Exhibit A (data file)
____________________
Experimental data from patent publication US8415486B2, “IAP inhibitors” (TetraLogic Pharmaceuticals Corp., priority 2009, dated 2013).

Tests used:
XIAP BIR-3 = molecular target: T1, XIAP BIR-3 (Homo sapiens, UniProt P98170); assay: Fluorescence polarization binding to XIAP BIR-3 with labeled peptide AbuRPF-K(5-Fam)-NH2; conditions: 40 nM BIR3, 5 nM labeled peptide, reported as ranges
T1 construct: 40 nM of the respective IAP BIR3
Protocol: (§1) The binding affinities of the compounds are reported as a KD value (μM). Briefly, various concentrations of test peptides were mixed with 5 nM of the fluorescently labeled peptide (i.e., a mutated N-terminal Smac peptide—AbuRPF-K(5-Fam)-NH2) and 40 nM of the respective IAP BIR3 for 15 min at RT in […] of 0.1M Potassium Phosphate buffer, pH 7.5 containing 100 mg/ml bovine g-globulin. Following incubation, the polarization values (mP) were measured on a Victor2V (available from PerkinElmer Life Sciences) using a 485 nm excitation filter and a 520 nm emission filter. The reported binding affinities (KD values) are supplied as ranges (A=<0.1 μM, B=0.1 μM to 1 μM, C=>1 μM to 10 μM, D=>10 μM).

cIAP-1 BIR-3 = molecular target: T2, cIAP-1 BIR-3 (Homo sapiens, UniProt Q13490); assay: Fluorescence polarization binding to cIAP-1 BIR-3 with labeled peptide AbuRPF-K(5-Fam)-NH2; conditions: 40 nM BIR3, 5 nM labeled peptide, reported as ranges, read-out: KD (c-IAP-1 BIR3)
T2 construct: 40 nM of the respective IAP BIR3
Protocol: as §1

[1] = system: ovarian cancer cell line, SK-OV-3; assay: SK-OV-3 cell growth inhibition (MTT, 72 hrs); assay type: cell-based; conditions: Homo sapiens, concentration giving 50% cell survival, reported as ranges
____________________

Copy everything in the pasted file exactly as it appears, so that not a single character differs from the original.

Experimental data from patent publication US8415486B2, “IAP inhibitors” (TetraLogic Pharmaceuticals Corp., priority 2009, dated 2013).

Tests used:
XIAP BIR-3 = molecular target: T1, XIAP BIR-3 (Homo sapiens, UniProt P98170); assay: Fluorescence polarization binding to XIAP BIR-3 with labeled peptide AbuRPF-K(5-Fam)-NH2; conditions: 40 nM BIR3, 5 nM labeled peptide, reported as ranges
T1 construct: 40 nM of the respective IAP BIR3
Protocol: (§1) The binding affinities of the compounds are reported as a KD value (μM). Briefly, various concentrations of test peptides were mixed with 5 nM of the fluorescently labeled peptide (i.e., a mutated N-terminal Smac peptide—AbuRPF-K(5-Fam)-NH2) and 40 nM of the respective IAP BIR3 for 15 min at RT in […] of 0.1M Potassium Phosphate buffer, pH 7.5 containing 100 mg/ml bovine g-globulin. Following incubation, the polarization values (mP) were measured on a Victor2V (available from PerkinElmer Life Sciences) using a 485 nm excitation filter and a 520 nm emission filter. The reported binding affinities (KD values) are supplied as ranges (A=<0.1 μM, B=0.1 μM to 1 μM, C=>1 μM to 10 μM, D=>10 μM).

cIAP-1 BIR-3 = molecular target: T2, cIAP-1 BIR-3 (Homo sapiens, UniProt Q13490); assay: Fluorescence polarization binding to cIAP-1 BIR-3 with labeled peptide AbuRPF-K(5-Fam)-NH2; conditions: 40 nM BIR3, 5 nM labeled peptide, reported as ranges, read-out: KD (c-IAP-1 BIR3)
T2 construct: 40 nM of the respective IAP BIR3
Protocol: as §1

[1] = system: ovarian cancer cell line, SK-OV-3; assay: SK-OV-3 cell growth inhibition (MTT, 72 hrs); assay type: cell-based; conditions: Homo sapiens, concentration giving 50% cell survival, reported as ranges